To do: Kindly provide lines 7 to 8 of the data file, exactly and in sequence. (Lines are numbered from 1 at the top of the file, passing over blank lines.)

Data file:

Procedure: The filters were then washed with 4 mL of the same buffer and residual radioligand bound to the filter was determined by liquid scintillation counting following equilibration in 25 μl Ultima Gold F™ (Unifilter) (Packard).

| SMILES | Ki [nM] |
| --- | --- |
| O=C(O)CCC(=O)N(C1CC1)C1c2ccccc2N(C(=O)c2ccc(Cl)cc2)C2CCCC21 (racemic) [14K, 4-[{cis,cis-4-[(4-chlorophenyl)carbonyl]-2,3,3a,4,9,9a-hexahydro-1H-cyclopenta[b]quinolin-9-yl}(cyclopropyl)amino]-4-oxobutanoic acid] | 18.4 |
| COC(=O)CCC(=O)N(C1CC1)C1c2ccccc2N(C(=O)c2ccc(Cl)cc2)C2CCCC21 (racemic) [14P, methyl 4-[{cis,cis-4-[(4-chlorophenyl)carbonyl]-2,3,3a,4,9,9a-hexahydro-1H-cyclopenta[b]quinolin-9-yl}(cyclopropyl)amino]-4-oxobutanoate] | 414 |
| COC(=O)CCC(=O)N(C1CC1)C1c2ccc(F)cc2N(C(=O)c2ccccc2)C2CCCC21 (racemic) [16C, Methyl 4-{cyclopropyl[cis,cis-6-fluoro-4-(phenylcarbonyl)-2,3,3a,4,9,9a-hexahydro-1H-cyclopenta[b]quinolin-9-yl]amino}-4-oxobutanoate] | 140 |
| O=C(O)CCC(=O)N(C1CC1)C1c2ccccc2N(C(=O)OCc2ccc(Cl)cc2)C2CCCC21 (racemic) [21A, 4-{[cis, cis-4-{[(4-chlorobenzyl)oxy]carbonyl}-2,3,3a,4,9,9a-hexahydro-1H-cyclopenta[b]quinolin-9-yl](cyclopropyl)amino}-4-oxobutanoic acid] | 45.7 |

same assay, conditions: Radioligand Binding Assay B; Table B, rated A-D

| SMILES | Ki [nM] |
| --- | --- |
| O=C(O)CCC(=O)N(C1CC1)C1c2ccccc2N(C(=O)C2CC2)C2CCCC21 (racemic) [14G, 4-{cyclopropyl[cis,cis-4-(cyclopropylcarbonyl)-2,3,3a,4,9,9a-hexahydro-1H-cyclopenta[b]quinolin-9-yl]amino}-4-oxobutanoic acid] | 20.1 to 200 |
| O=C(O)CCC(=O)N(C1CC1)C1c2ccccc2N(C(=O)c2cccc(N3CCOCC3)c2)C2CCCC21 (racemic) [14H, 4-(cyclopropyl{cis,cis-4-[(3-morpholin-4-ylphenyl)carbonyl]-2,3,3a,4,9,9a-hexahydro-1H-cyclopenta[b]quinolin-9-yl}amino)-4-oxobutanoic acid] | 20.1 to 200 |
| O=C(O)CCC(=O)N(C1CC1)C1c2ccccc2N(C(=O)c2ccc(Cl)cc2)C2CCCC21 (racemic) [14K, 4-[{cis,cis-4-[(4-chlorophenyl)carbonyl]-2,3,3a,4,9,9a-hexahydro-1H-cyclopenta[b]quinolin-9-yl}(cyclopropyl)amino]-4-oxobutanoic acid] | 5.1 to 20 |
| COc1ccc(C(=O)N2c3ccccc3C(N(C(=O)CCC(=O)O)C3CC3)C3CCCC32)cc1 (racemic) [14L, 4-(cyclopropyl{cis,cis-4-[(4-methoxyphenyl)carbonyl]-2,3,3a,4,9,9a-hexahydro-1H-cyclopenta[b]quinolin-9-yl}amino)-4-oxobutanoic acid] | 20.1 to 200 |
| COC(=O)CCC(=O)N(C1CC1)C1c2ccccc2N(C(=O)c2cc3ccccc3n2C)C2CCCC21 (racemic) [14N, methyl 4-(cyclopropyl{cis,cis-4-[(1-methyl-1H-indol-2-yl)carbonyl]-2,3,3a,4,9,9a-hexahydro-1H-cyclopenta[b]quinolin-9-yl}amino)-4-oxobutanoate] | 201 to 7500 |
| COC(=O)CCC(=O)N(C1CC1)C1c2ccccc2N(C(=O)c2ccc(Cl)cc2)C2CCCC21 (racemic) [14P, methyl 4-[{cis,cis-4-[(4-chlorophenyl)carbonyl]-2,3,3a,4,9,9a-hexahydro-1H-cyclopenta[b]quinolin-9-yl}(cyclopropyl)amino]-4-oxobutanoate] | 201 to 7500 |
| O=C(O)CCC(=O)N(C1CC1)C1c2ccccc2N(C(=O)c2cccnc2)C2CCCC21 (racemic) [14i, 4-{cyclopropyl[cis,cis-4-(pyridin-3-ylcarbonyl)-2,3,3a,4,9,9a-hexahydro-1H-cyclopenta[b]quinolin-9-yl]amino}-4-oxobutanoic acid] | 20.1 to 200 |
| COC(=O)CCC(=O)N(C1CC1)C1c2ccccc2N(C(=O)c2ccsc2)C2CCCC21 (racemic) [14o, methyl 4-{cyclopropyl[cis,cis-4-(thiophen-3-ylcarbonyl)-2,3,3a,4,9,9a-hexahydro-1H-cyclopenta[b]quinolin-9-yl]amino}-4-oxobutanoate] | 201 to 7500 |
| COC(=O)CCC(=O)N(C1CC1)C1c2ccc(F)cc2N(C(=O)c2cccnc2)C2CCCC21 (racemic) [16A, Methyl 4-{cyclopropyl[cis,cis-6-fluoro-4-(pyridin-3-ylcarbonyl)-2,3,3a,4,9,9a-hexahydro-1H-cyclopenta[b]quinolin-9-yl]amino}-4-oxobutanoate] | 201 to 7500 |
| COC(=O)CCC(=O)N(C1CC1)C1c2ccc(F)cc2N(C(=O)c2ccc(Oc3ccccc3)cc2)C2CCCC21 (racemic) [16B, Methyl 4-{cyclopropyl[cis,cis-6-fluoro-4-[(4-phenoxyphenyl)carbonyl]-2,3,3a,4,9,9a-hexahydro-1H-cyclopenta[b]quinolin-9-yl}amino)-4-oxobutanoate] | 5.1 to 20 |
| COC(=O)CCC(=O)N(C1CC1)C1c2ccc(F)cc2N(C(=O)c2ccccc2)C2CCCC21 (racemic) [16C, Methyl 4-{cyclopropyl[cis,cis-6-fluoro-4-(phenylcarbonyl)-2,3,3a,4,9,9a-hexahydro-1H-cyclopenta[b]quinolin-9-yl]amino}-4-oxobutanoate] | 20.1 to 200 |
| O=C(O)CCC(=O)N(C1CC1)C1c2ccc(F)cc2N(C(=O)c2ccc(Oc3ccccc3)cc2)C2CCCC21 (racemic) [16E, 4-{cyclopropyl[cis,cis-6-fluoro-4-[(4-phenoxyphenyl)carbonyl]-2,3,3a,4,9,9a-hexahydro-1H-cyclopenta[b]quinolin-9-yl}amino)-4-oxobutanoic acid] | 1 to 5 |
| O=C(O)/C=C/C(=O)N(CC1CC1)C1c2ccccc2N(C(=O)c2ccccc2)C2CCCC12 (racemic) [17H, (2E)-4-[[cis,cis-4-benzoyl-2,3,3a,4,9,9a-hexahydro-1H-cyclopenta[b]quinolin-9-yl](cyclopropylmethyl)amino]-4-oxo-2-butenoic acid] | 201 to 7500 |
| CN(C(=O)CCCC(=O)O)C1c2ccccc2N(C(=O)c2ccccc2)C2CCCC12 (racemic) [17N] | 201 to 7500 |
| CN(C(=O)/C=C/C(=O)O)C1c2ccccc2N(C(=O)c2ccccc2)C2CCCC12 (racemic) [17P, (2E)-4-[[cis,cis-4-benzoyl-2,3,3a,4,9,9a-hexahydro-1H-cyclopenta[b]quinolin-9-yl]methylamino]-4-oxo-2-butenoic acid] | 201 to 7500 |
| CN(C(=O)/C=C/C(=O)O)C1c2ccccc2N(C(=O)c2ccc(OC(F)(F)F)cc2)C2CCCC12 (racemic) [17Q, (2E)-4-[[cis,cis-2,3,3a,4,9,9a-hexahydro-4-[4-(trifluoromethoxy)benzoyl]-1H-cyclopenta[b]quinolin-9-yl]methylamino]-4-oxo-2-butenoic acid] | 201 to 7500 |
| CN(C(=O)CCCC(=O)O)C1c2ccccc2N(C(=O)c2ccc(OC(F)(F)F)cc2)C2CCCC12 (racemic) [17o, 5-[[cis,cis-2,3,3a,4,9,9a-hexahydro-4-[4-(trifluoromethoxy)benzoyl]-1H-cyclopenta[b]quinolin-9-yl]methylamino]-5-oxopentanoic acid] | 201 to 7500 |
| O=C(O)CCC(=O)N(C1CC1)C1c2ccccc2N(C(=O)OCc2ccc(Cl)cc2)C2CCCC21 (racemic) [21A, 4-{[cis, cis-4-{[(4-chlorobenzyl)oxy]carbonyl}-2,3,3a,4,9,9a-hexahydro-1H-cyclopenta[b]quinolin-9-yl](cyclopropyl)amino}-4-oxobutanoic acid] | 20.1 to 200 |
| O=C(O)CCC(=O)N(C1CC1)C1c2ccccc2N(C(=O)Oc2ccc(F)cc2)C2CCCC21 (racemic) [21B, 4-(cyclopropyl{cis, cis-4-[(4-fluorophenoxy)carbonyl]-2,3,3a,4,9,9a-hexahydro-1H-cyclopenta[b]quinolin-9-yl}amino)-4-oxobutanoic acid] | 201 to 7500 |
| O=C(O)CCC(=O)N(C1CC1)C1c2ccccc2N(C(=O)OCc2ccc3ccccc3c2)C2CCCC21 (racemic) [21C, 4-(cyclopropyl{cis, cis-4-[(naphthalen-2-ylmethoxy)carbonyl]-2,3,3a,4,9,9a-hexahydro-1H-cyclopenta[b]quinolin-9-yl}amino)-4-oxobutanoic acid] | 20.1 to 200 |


| O=C(O)CCC(=O)N(C1CC1)C1c2ccccc2N(C(=O)OCc2ccc(Cl)cc2)C2CCCC21 (racemic) [21A, 4-{[cis, cis-4-{[(4-chlorobenzyl)oxy]carbonyl}-2,3,3a,4,9,9a-hexahydro-1H-cyclopenta[b]quinolin-9-yl](cyclopropyl)amino}-4-oxobutanoic acid] | 45.7 |

same assay, conditions: Radioligand Binding Assay B; Table B, rated A-D